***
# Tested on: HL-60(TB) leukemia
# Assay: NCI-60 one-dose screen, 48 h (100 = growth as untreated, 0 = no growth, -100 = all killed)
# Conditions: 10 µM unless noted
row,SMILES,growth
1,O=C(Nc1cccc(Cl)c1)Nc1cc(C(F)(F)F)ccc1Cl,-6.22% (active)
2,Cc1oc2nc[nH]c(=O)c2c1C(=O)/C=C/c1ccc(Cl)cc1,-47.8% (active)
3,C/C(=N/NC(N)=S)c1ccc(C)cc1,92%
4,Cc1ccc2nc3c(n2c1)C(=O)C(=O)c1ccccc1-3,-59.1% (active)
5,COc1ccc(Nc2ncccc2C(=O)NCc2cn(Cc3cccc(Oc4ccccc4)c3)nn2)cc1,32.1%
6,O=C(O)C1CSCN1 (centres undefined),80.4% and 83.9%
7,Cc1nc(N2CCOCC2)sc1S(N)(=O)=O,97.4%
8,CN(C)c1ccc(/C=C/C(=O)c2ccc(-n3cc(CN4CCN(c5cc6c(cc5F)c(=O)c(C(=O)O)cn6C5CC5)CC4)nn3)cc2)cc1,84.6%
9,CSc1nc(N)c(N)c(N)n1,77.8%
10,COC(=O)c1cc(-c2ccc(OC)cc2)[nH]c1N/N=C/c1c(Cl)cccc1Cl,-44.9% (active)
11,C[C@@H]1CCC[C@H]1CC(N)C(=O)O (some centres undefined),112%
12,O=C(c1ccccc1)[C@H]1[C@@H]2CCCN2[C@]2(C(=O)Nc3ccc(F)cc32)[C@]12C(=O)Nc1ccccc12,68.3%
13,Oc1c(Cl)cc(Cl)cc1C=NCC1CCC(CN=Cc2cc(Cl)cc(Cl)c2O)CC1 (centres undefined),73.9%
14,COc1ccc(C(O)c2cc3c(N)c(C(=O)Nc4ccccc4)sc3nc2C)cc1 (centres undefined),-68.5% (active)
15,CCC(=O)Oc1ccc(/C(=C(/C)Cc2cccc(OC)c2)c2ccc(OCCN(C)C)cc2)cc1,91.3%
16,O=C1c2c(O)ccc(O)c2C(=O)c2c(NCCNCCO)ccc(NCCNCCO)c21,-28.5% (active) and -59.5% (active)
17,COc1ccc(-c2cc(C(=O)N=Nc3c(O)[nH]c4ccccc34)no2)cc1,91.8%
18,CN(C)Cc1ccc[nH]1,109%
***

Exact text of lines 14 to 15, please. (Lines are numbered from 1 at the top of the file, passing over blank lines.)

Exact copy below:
10,COC(=O)c1cc(-c2ccc(OC)cc2)[nH]c1N/N=C/c1c(Cl)cccc1Cl,-44.9% (active)
11,C[C@@H]1CCC[C@H]1CC(N)C(=O)O (some centres undefined),112%